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Forbes on Parkinson's

Monday August 18, 2014

http://www.forbes.com/sites/dandiamond/2014/08/15/why-parkinsons-disease-is-so-scary-no-cause-no-cure-but-its-not-a-killer/ - Robin Williams’ suicide on Tuesday was partly related to his diagnosis of Parkinson’s Disease, the actor’s wife revealed on Thursday.

“Robin’s sobriety was intact and he was brave as he struggled with his own battles of depression, anxiety as well as early stages of Parkinson’s Disease, which he was not yet ready to share publicly,” Susan Schneider said in a statement.

For Williams, knowing that his Parkinson’s would progressively get worse was “an additional fear and burden in his life,” a family friend told CNN.

What is Parkinson’s Disease?

About 1 million Americans suffer from Parkinson’s, a progressive neurological disorder that afflicts movement, balance, and speech. Famous patients-turned-advocates include Michael J. Fox, Janet Reno, and Muhammad Ali.

For Parkinson’s patients, the constellation of symptoms can vary widely. Tremors and vocal spasms are common; some sufferers even find themselves unable to walk through doors, feeling as though their feet are stuck to the ground.

And for a professional performer like Robin Williams, who built his career around physical comedy and rapid-fire patter, the looming symptoms may have been especially terrifying.

There’s no single test to detect for Parkinson’s, and no clear indication of what causes it in certain patients, although doctors technically understand what happens: Certain neurons malfunction and die off, leading the brain to stop producing dopamine that’s an essential chemical for regulating movement. Older men like Williams are at an elevated risk for the disease, but about 10% of patients suffer from young-onset Parkinson’s, which means they were diagnosed before they were 40 years-old.

The disease is known to cause depression in as many 60% of patients — it’s the “most overlooked symptom” of having Parkinson’s, according to the Parkinson’s Disease Foundation. And that may have contributed to a  “perfect storm” for Williams, given his pre-existing struggles with mental health, UCLA neurologist Jeff Bronstein told NBC News.

For example, former NBA star Brian Grant was afflicted with young onset’s Parkinson’s when he was just 36 years old. Grant’s since talked candidly about his dark thoughts after his diagnosis.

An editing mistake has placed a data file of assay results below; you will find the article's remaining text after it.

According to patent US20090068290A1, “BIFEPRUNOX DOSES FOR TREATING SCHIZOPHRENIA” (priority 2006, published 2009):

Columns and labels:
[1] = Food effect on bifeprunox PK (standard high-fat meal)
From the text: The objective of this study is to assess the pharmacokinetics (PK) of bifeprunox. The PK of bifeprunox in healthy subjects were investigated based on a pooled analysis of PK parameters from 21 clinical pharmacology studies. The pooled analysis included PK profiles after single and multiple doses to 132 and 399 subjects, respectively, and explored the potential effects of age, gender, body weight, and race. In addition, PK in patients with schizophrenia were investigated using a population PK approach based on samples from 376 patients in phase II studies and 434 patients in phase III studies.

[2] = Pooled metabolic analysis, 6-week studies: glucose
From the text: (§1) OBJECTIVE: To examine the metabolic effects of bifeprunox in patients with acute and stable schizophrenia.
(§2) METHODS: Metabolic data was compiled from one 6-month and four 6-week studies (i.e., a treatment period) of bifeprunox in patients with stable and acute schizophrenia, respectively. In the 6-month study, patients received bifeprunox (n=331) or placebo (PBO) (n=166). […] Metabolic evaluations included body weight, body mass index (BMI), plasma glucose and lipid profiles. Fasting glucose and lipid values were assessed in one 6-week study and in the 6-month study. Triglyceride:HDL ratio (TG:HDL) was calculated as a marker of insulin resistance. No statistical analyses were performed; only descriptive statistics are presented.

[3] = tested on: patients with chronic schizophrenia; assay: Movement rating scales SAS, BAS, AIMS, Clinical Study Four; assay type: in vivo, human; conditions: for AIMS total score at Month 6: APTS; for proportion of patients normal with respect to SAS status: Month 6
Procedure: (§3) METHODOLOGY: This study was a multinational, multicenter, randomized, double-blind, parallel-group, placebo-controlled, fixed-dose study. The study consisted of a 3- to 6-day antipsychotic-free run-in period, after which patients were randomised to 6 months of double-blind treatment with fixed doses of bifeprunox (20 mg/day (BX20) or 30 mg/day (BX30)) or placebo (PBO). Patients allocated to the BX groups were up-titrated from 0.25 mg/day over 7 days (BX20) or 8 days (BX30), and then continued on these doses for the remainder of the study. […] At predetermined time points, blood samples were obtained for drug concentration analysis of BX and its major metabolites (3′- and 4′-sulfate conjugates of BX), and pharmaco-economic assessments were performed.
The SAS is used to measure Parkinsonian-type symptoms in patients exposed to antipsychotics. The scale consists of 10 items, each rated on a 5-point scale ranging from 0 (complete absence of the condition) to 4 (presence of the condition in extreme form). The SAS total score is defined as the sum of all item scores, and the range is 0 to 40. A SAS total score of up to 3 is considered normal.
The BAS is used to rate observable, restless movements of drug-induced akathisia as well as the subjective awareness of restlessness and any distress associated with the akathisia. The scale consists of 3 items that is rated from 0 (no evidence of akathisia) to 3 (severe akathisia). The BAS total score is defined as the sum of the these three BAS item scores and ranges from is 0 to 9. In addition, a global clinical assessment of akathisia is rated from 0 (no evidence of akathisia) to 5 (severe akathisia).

“I went through depression and a lot of wasted time [on] the couch just doing nothing,” Grant said in an interview in March. “Everyone wishes they could handle things differently and I wish I could’ve, but under the circumstances I was just happy to make it through alive.”

But five years after his Parkinson’s diagnosis, Grant has a different outlook.

“Just because you have a disease or come down with something like Parkinson’s, you can still live an excellent life,” Grant said last fall. “Life is good … I’m very happy right now.”

Why some Parkinson’s patients are hopeful

Advocates continue to chase a cure, hoping that new research into brain functions and stem cells will lead to a breakthrough. They’re also focused on helping patients carefully managing the disease, and a new smart watch from the Michael J. Fox Foundation may support that goal — the device is designed to automatically track Parkinson’s patients’ gait and movement.

Many people have preconceived notions about Parkinson’s that are “far more grim and dire than reality,” according to UCLA’s Bronstein.

“The majority of people with Parkinson’s are walking around without telling anyone,” he told NBC News. “You only see the small fraction who are not doing well. And people identify them with the disease.”

One of the more famous Parkinson’s patients is Michael Kinsley, a prominent journalist and commentator. Kinsley shocked the media world when he revealed in December 2001 that he had been diagnosed with Parkinson’s almost a decade earlier. (Almost 13 years later, he’s still pounding away.)

“If you’re going to get a serious disease … Parkinson’s is not your worst choice,” Kinsey wrote when he revealed his diagnosis. “It is progressive and, at the moment, incurable.”

“But, like its victims, it tends to move slowly.”


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